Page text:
We were welcomed by a delightful team of camp staff and our other guide, Bagi, and shown to our ger tents. Happy just to be back in this incredible place I dropped my bags and took in the sheer cliff faces, meadows of wild flowers and beautiful clean air. Adam and Julian, itching to open their Mongolian accounts, strung up 5 weights with large grasshopper patterns for lenok and grayling. In half an hour they both rose a few fish each but only Julian landed his very first lenok trout.
We toasted our arrival in camp with a wonderful meal and one or two sips of Mongolian vodka, but the real journey was to start the next day.
Now that we had reached Camp 1 our Mongolia journey was now to continue up river. With no roads or tracks, hiking taking too long and rafting upstream impractical our mode of transport was to be by horse and camel. This certainly is not a standard way to reach your fishing spot but for me it is now one of the best.
I am certainly no horse rider, and the thought of having to get on one makes me feel slightly uneasy but in this case I jumped in with both feet in the stirrups. All of the camp supplies and equipment were then loaded on to a small herd of Bactrian camels for transportation up river.
Knowing that our horse riding experience was limited the guides made a plan to split up our day of riding so that we had two half days riding and two half days fishing. Our bodies were certainly grateful of this!
The first morning we awoke to the sound of grass-munching outside, and on exiting the comfort of our gers we were greeted by the herd of camels. In the distance we could also see the herders bringing in the horses. After a camp breakfast including pancakes, bacon, hams, cheeses and local breads Boortsog and Bin we were fuelled and ready to meet our horses.
My horse was picked out first, a fine hazelnut stallion, and I worked out how to clamber up from the floor and perch myself on top. Fortunately horses in Mongolia are quite short! Soon Adam and Julian were also saddled and we began our journey. The guides and herders set a steady and easy pace across the wide open meadows. We were soon met by another new challenge…crossing the river. This is no small feat, the river possibly 50-60 yards wide. With each stride the horses battled both current and loose boulders with relative ease and we were soon on the other bank.
We crossed the river a second time in our two hours of riding, this time with much more confidence, and even a chance to spot some rising grayling! Our last leg was across a large meadow before settling down on the river’s edge looking out over a wonderful glistening run.
The guides cooked us up kebabs over an open fire whilst we set up our taimen outfits for the afternoon. Leaving little to chance we strung up 9ft 9/10# rods with matching floating lines and 9ft 20lb tapered leaders and surface gurglers.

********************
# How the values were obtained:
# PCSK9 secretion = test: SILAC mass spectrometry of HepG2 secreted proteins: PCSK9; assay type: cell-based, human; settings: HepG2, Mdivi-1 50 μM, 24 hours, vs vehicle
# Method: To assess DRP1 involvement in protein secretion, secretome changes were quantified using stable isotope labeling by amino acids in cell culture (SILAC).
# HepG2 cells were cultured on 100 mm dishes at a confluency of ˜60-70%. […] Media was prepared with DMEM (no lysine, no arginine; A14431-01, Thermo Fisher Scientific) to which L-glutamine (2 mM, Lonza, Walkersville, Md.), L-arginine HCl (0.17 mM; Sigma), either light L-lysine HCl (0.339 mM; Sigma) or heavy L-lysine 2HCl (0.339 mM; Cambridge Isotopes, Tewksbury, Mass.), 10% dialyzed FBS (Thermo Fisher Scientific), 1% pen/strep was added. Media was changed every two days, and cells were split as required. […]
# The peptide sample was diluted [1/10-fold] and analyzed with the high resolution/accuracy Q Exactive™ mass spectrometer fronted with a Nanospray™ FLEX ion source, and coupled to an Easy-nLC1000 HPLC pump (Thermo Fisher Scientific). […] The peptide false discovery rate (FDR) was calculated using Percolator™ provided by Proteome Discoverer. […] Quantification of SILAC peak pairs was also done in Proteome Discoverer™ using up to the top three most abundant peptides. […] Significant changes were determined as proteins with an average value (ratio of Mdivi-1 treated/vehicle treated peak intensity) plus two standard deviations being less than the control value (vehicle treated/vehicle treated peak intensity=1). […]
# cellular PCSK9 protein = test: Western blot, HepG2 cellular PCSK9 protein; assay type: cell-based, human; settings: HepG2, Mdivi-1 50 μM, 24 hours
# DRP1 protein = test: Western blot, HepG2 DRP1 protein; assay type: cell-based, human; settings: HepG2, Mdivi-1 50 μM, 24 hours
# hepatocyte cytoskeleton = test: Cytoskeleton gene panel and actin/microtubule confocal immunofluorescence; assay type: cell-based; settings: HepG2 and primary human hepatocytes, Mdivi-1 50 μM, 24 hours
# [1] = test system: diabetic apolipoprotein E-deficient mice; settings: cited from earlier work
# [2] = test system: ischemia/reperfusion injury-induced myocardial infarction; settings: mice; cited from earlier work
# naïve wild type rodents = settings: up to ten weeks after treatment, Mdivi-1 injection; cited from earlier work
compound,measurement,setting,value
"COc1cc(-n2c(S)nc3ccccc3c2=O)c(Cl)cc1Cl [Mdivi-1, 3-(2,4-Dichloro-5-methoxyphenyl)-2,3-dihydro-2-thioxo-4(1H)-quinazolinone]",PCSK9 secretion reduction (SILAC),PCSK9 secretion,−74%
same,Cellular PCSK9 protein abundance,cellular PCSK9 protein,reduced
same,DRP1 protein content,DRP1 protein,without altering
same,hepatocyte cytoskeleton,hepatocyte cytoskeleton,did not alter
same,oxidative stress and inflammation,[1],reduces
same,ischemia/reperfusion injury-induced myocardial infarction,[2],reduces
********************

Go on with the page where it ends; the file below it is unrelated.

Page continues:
After food I headed down to the beautiful clear and shallow run, whilst not prime taimen water there were a couple of big boulders which could be spots for a passing taimen to sit in. Both Adam and Julian were still grilling Tulga for taimen information as I made my first few casts. After each swing I took a few steps down until I was in a prime position to cover the slack behind a big rock mid-river.
I made the cast, the fly landing just past the rock. It first dragged up the current before zipping downstream through the slack. Without warning, the water erupted. A reddy-brown monster sprung from its lie and crashed through the surface. I watched as my gurgler disappeared from view. Just a second or so later I felt the line pull tight and all hell broke loose.
I could hear the calls from the guys behind, even at over 100 yards away they had seen the fish hit the fly. The taimen now cartwheeling across the surface then stuck its nose down and went on a searing run to the far back. Backing now out of the rod I was forced to follow. Keeping the pressure on full there were two or three occasions when I was convinced I was wrapped round a rock, but to my amazement this dead stop was purely the fish’s own power.
Tulga by this point had joined me in the river with the net and was positioning himself to net the taimen. Each time the fish saw him it edged forward and a couple of times it made nerve-jangling head shakes on the surface. Tulga, a dab hand with a net, picked his moment and scooped the net under the fish and I watched as it folded safely into the net.
Bringing the fish into the shallows I stood, unable to speak, hands trembling just looking at this immense fish. A true predator, it had a large head for swallowing big food, a thick wrist and large powerful tail capable of propelling the fish at an alarming rate.
We measured the fish quickly, keeping him in the water except for a quick couple of photos and slid him back into the water. Watching as the red shape faded into the clear riffled water. The taimen measured an incredible 48 inches (123 cm) and we estimated it to be between 40 – 45 lbs, the equal camp record. We had only been on the water for 5 minutes, what was this week going to be like?